By Jared Levy
Remember the “original white meat?” Yes, chicken and more specifically a Zacks Rank No. 1 stock called Sanderson Farms (SAFM) might be worth a look as part of your portfolio smorgasbord.
Aside from my love for the meat itself, chicken and the companies that produce them have been on my radar for some time. In 2011, I did quite a bit of research into the chicken industry titans such as Tyson, Pilgrim’s Pride and today’s bull, Sanderson Farms. I have mentioned Sanderson as a favorite on Fox Business several times, including this appearance just ahead of the New Year (chicken comments start around 3:30).
Chicken producers including Sanderson went on a tear from late 2011 into mid 2012 and then took at bit of a beating late last year due to skyrocketing feed costs, plummeting chicken prices and reduced consumption.
Sanderson has resumed its bullish run over the last six months and despite the fact that shares are up nearly 40% since late December, Sanderson continues to prove why it still should be part of your portfolio.
Companies like Tyson Foods (TSN), Hormel (HRL), Sanderson Farms and Pilgrim’s Pride (PPC), to name a few, actually grow or raise their own crops and livestock in addition to preparing and packaging and finally selling to distributors like Wal-Mart (WMT), Kroger (KR), Safeway (SWY) and other stores for our dining pleasure.
They produce immense quantities of food for a growing population that is demanding more and more proteins like chicken. To achieve its more than 2 billion pounds of annual product shipments, Sanderson employs over 10,000 people, 700 independent growers and ships to nearly every state in the U.S. as well as many developed foreign nations.
It also has tight controls and automation when it comes to hatcheries, feed mills, processing and distribution in an effort to maintain consistency and its products’ “natural” classification.
Chickens are big business; there are more chickens in the world than any other domesticated bird and more chickens in the world than there are people.
To keep up with demand, Sanderson’s most recent facility addition is a “big-bird” deboning facility in Waco, Texas, that will process approximately 1,250,000 birds per week; obviously not a “fly by night” operation.
2011 was a fairly tough year as earnings expectations tumbled for SAFM. FY2012 and FY2013 estimates also dipped in mid 2012 with the sharp rise in commodity prices (feed) and a global economy mostly in recession, forcing chicken prices lower.
Sanderson dealt with low demand in 2012 by economizing the business and improving margins.
At its last report, Sanderson actually reported a loss of 31 cents per share for the quarter, on revenue of $605.43 million for the quarter, compared to the consensus estimate of $559.30 million. The company’s revenue for the quarter was up 15.1% on a year-over-year basis.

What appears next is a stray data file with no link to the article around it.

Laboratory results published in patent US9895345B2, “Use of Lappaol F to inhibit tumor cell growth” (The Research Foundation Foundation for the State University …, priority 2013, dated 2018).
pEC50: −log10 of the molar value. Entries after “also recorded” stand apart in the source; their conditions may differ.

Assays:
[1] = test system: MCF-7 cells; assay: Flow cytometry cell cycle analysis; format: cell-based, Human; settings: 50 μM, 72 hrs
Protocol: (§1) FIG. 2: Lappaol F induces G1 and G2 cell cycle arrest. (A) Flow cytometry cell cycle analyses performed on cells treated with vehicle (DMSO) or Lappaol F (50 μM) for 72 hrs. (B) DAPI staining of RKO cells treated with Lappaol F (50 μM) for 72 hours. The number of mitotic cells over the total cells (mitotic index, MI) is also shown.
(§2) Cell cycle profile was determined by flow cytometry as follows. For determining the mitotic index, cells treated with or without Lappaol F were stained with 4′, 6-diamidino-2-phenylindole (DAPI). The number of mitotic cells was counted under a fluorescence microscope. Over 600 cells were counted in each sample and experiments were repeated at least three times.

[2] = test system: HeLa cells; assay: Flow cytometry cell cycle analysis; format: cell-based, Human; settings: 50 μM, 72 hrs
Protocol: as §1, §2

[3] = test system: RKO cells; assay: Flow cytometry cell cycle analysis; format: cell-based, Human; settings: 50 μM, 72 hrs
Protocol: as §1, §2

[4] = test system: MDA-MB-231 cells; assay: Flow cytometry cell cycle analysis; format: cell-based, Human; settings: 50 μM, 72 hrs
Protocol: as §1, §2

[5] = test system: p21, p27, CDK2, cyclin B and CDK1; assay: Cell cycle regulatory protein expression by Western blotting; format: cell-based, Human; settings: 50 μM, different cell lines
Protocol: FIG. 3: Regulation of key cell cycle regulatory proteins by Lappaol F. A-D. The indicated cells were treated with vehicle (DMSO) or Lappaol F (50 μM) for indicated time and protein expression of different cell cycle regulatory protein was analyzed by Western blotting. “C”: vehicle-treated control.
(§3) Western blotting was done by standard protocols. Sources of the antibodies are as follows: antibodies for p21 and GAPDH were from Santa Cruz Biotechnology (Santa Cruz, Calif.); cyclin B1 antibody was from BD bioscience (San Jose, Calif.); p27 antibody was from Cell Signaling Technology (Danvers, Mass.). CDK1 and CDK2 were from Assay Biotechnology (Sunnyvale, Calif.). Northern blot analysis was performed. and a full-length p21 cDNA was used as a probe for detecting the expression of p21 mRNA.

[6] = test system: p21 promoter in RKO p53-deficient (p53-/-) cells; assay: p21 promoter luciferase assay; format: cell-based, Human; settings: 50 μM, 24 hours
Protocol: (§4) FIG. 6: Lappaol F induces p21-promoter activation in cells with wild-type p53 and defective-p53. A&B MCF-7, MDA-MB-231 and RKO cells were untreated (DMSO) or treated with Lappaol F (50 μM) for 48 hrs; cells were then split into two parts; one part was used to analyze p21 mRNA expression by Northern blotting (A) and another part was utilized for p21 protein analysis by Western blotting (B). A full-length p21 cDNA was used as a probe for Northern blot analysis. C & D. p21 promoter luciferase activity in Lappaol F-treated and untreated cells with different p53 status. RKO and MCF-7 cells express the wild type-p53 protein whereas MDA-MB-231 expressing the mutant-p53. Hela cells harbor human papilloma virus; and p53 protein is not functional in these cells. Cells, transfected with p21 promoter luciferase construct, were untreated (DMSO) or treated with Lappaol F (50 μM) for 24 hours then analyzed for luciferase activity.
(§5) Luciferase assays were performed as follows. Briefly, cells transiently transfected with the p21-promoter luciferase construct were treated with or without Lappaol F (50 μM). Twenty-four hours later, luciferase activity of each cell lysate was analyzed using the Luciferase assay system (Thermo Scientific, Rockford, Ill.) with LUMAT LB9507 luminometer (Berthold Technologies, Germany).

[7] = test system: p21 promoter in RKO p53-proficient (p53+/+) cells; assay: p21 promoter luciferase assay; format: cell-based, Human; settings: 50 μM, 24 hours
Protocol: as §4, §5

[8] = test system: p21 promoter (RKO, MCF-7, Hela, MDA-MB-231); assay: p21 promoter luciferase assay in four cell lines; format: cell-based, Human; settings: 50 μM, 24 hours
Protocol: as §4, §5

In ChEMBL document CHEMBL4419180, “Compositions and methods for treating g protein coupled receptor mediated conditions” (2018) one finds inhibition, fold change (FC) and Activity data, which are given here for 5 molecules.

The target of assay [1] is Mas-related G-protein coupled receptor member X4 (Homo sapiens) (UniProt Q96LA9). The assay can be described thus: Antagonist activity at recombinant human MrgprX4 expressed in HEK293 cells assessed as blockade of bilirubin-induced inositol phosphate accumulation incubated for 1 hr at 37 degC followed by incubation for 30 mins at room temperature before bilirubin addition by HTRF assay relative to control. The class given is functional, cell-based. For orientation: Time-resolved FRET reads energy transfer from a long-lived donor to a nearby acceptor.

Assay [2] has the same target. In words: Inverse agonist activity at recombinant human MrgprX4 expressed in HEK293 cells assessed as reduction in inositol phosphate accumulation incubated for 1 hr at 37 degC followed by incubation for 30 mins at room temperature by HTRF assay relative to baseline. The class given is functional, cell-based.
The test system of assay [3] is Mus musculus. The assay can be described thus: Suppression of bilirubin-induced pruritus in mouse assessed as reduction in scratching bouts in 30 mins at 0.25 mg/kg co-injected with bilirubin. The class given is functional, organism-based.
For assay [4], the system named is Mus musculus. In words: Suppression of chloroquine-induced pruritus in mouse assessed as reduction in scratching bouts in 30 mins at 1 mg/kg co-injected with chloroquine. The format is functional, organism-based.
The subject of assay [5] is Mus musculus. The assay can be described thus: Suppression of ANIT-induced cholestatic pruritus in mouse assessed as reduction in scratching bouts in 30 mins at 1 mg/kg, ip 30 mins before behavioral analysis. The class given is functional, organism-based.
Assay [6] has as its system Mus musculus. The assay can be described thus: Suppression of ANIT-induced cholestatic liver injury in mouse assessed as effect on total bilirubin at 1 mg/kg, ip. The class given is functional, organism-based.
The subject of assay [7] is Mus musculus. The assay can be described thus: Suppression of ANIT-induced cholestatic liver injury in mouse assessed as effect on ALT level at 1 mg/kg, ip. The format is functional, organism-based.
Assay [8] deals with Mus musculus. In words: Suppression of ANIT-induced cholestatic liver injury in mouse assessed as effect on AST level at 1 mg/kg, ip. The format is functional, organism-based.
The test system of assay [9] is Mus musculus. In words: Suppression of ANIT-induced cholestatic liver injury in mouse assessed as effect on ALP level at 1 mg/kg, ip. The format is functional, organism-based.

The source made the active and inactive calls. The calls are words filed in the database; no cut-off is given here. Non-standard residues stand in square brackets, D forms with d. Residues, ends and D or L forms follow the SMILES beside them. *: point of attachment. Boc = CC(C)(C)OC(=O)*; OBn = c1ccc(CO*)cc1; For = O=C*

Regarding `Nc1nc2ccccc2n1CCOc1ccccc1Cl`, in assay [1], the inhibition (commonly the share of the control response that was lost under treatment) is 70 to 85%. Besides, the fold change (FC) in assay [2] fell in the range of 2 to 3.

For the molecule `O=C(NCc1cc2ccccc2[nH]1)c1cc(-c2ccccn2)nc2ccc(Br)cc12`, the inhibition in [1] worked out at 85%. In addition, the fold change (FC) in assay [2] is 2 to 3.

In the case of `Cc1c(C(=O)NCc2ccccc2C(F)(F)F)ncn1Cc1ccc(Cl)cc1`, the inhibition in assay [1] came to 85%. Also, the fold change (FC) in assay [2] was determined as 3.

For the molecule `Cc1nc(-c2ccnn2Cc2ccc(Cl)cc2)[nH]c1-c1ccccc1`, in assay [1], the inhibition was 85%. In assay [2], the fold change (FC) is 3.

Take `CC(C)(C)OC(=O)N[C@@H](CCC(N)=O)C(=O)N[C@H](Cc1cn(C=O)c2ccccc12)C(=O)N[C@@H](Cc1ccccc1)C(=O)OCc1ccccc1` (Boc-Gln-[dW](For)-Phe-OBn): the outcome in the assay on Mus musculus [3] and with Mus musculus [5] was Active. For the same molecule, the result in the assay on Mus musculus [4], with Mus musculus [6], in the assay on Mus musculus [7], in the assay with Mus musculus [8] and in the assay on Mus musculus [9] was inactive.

Even though the company missed the Zacks consensus estimates for a 7 cent loss, the strong revenues and positive guidance carried the stock higher.
We’ve seen the majority of analysts increase their estimates for the chicken producer. Analysts at BMO Capital Markets raised their price target on shares of Sanderson Farms from $42.00 to $51.00 in a research note to investors on Thursday, April 11. They now have a “market perform” rating on the stock.
Analysts at Sidoti and here at Zacks downgraded shares of Sanderson Farms because of its tremendous run recently and perhaps a slightly high valuation at 16 times forward earnings.
Current Zacks consensus estimates are for 72 cents in the current quarter, $1.59 for next quarter and $4.87 in FY2013, with expectations for an 8% increase in year over year sales.
Chickens and the Future
Sanderson and its peers are no doubt susceptible to commodity prices, chicken prices and chicken demand.
Late last year, we saw retail chicken prices hit all-time highs as producers continued to pass on the effects of this summer's sky-high corn prices. According to the USDA's retail broiler composite price, which measures the price paid for chicken parts and whole birds, chicken prices are not only much higher than last year (+17.63%), but stable and rising.
Mechanically separated chicken prices are also higher than last year and appear to be more stable at present.
On the grain front, we are seeing favorable conditions for corn planting and according to Peter Meyer of PIRA Energy Group, prices could go lower. "Besides weather, the key for the summer will be the conditions that the seed was planted in. For the most part they’ve been marginal at best. But, that all doesn’t matter with poor demand. It will take a sub-$4.50 price to really get demand heated up. But, I’m not so sure we can get there. We should be able to get down to $5.00 and then it’s a matter of consumers stepping up. If they don’t, it will lead to another leg lower" Meyer noted recently.
With high chicken prices, low input costs and increased consumer demand, the environment is almost what you would call a “chicken trifecta.”
There is no doubt that Sanderson’s success is dependent on several moving parts and that the stock has had a tremendous run, but if grain conditions are favorable and the U.S. and global economy stay stable at the very least, a 16 times valuation with a small 1.10% dividend is not a bad price to pay for a stock that is feeding the world’s growing desire for low-cost, healthy protein.
We will know more when the company reports earnings on May 21st; perhaps a “leg-in” strategy might be the best solution here, with a little long now and a little after the report.
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